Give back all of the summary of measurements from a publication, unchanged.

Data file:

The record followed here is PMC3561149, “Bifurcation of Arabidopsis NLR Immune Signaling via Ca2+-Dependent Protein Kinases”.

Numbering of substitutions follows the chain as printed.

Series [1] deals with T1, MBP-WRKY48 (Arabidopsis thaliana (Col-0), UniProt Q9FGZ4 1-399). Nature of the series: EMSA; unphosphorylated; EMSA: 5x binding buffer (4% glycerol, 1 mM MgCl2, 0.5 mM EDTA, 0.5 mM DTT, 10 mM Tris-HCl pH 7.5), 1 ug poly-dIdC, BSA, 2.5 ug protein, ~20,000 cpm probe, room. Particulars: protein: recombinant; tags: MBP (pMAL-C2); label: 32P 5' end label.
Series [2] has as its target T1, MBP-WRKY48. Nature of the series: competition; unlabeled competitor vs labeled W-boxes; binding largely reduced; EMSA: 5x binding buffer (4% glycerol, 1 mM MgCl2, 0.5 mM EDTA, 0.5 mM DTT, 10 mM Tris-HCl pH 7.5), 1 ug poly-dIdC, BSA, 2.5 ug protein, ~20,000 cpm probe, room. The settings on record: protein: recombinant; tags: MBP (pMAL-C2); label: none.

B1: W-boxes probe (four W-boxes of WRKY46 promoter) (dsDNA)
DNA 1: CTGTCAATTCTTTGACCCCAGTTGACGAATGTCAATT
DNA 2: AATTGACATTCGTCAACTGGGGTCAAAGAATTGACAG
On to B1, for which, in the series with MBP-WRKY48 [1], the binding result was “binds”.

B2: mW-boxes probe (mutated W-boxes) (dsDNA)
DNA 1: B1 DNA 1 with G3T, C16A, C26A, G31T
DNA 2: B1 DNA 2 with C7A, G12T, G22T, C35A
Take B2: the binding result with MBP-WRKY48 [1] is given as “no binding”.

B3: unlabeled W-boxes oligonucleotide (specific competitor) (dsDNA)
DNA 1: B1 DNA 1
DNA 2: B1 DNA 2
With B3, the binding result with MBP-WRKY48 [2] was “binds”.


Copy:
The record followed here is PMC3561149, “Bifurcation of Arabidopsis NLR Immune Signaling via Ca2+-Dependent Protein Kinases”.

Numbering of substitutions follows the chain as printed.

Series [1] deals with T1, MBP-WRKY48 (Arabidopsis thaliana (Col-0), UniProt Q9FGZ4 1-399). Nature of the series: EMSA; unphosphorylated; EMSA: 5x binding buffer (4% glycerol, 1 mM MgCl2, 0.5 mM EDTA, 0.5 mM DTT, 10 mM Tris-HCl pH 7.5), 1 ug poly-dIdC, BSA, 2.5 ug protein, ~20,000 cpm probe, room. Particulars: protein: recombinant; tags: MBP (pMAL-C2); label: 32P 5' end label.
Series [2] has as its target T1, MBP-WRKY48. Nature of the series: competition; unlabeled competitor vs labeled W-boxes; binding largely reduced; EMSA: 5x binding buffer (4% glycerol, 1 mM MgCl2, 0.5 mM EDTA, 0.5 mM DTT, 10 mM Tris-HCl pH 7.5), 1 ug poly-dIdC, BSA, 2.5 ug protein, ~20,000 cpm probe, room. The settings on record: protein: recombinant; tags: MBP (pMAL-C2); label: none.

B1: W-boxes probe (four W-boxes of WRKY46 promoter) (dsDNA)
DNA 1: CTGTCAATTCTTTGACCCCAGTTGACGAATGTCAATT
DNA 2: AATTGACATTCGTCAACTGGGGTCAAAGAATTGACAG
On to B1, for which, in the series with MBP-WRKY48 [1], the binding result was “binds”.

B2: mW-boxes probe (mutated W-boxes) (dsDNA)
DNA 1: B1 DNA 1 with G3T, C16A, C26A, G31T
DNA 2: B1 DNA 2 with C7A, G12T, G22T, C35A
Take B2: the binding result with MBP-WRKY48 [1] is given as “no binding”.

B3: unlabeled W-boxes oligonucleotide (specific competitor) (dsDNA)
DNA 1: B1 DNA 1
DNA 2: B1 DNA 2
With B3, the binding result with MBP-WRKY48 [2] was “binds”.